Chinese officials are expected to be in Washington this week to hold consultations with the U.S. ahead of high-level trade talks in October.World Economyread more
Saudi Arabia's defense spending is the world's third-largest — behind the U.S. and China, says Gary Grappo, former U.S. ambassador to Oman.Energyread more
President Donald Trump said Monday he's in no rush to respond to a coordinated attack that hit Saudi Arabia's oil industry over the weekend.Marketsread more
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Energy stocks, one of the worst-performing sectors this year, spiked Monday after an attack on Saudi Arabia's heart of oil production Saturday sent oil prices soaring.Marketsread more
The Saudi-led military coalition battling Yemen's Houthi movement said on Monday that the attack on Saudi oil plants was carried out by Iranian weapons and did not originate...Oilread more
After a series of setbacks on the road to an initial public offering, the parent company of real estate start-up WeWork is delaying the move, sources told CNBC Monday.Technologyread more
"The United States military, with our interagency team, is working with our partners to address this unprecedented attack and defend the international rules-based order that...Politicsread more
Crude oil's spike following attacks on Saudi Arabia's energy supply has experts weighing whether or not the gains will last.ETF Edgeread more
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Traders in the fed funds futures market on Monday were pricing in a 34% chance that the Fed will stay put on rates.The Fedread more
Even though he was once an executive at Facebook, Chamath Palihapitiya, CEO of Social Capital Hedosophia Holdings, favors investing in Amazon instead, he told CNBC's "Fast Money: Halftime Report" on Thursday.
President Donald Trump has been a critic of Amazon, tweeting his disdain for coverage from The Washington Post, which is a personal holding of Amazon CEO Jeff Bezos. But Palihapitiya said he thinks that Facebook and Google face more regulatory risk, given the many retailers that compete with Amazon.
"Amazon is a microscopic portion of global consumption today, so ultimately I think it has more room to grow before it invites regulatory overview," Palihapitiya said. "On the other hand, Facebook and Google effectively are surveillance states. And they have so much personal, private information about so many citizens of so many countries."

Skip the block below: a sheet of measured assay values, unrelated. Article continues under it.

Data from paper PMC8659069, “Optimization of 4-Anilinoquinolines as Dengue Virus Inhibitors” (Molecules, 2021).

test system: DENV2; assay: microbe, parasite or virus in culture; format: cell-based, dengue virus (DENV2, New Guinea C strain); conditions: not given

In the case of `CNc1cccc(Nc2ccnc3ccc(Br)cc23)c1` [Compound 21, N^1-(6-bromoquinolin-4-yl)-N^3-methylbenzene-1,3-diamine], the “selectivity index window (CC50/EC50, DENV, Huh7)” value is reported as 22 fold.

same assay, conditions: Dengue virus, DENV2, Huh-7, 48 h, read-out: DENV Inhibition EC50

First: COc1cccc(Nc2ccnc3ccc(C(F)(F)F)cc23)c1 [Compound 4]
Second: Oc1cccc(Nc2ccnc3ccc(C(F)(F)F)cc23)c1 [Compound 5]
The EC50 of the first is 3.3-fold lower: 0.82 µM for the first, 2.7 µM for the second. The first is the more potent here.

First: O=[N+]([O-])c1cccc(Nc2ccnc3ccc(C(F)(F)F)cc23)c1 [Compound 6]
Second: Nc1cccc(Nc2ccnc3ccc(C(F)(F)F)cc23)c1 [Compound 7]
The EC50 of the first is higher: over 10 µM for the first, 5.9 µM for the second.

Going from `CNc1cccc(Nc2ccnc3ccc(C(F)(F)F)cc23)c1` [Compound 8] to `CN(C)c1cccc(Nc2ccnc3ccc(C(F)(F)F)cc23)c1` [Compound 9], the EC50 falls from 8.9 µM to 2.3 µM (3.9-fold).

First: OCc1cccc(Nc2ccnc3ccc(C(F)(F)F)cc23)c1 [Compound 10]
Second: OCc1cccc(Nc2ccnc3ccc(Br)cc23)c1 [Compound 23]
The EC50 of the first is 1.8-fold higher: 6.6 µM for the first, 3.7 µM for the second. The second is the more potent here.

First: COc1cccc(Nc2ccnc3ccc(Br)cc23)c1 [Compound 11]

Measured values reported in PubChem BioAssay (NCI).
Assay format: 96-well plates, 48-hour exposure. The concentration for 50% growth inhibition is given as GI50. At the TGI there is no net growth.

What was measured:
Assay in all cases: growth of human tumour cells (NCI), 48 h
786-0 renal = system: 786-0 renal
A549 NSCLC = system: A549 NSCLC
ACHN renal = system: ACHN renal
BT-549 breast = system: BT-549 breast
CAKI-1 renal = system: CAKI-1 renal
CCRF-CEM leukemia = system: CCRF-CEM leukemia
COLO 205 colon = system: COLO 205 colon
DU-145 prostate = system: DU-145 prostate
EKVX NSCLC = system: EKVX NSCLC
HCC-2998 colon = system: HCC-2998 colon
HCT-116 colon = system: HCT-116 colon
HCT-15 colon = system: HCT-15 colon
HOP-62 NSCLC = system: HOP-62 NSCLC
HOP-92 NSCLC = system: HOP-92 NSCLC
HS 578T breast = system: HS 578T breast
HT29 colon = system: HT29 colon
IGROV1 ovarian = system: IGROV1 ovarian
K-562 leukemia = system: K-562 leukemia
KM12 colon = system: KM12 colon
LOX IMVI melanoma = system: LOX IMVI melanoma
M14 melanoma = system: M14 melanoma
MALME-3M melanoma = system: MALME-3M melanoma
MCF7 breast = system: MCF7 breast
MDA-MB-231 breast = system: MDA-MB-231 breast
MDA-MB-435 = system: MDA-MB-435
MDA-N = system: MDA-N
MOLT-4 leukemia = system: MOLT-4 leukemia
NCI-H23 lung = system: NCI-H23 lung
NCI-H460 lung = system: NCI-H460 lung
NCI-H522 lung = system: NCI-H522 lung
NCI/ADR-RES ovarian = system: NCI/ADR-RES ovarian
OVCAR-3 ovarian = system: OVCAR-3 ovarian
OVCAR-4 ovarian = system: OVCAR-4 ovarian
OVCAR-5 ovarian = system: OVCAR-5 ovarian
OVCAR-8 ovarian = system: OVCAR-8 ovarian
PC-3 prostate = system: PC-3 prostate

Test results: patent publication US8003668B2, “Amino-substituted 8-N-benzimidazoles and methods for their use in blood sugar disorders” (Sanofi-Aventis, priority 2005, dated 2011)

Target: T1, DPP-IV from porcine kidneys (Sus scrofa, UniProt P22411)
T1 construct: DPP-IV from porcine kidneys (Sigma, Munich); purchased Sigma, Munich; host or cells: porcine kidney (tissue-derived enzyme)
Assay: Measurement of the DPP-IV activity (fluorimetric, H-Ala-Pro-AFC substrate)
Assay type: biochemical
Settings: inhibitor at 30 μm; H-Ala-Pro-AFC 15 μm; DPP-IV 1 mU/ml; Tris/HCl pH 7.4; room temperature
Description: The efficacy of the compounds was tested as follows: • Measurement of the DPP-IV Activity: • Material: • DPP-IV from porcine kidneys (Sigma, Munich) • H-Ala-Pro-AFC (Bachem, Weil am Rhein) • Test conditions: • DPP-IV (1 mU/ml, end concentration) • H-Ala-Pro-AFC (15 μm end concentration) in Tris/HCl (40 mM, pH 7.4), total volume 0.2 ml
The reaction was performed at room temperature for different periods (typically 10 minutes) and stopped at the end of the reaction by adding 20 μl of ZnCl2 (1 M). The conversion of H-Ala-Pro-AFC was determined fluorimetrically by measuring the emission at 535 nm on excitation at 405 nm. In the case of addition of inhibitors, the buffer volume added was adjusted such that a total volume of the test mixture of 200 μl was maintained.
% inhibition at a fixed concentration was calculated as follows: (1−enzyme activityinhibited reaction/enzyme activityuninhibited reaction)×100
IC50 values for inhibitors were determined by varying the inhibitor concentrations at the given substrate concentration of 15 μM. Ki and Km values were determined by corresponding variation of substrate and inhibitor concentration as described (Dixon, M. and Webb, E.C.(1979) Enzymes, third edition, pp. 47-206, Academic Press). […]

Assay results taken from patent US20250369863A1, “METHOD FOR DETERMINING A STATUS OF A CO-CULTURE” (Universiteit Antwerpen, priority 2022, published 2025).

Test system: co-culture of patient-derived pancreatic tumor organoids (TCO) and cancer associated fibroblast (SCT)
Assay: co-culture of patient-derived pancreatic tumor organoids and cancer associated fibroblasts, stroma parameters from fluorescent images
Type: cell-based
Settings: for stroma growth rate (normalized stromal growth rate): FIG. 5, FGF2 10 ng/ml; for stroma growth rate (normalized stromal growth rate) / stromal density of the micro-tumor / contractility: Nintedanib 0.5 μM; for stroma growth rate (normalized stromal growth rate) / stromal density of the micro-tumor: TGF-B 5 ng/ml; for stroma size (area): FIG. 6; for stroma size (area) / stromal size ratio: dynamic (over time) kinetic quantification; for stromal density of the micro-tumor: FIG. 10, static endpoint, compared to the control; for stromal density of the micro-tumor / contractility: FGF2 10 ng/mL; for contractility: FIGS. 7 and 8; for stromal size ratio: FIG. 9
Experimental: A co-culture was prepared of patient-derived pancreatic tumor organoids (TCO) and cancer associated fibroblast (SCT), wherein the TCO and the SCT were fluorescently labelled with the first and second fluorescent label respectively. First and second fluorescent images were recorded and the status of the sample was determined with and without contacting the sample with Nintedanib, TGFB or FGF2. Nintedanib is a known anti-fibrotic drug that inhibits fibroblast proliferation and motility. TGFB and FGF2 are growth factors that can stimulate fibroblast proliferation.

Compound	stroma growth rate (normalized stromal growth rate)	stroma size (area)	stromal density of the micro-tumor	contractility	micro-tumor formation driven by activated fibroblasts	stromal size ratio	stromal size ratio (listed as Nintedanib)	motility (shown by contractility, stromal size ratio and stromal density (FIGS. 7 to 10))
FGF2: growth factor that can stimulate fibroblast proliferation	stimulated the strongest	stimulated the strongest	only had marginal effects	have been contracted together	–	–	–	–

"It's already beginning," Palihapitiya said. "Because it's part and parcel to them realizing that there's too much power unbounded."
Palihapitiya noted that many big technology companies have seen their stocks soar, making it tempting to take gains. Palihapitiya's holding company, which also includes former Twitter executive Adam Bain, hit the public markets Thursday.
But Palihapitiya said he thinks investors should reframe the way they think about the long-term trajectories of the companies.
For instance, Amazon is competing against Wal-Mart, which has acquired e-commerce companies like Jet.com and Bonobos. But with tools like Alexa, robots and cloud, Amazon's technology could lead it to victory over "laggard competitors," Palihapitiya said.
"It is competing against fundamentally impaired companies, including Wal-Mart, quite honestly," Palihapitiya said. "That don't have the technical savvy, they don't have the capabilities, specialty retailers, an entire overhang of cost structure that [Amazon doesn't] have to deal with."
Facebook, Google and Wal-Mart did not immediately respond to a request for comment.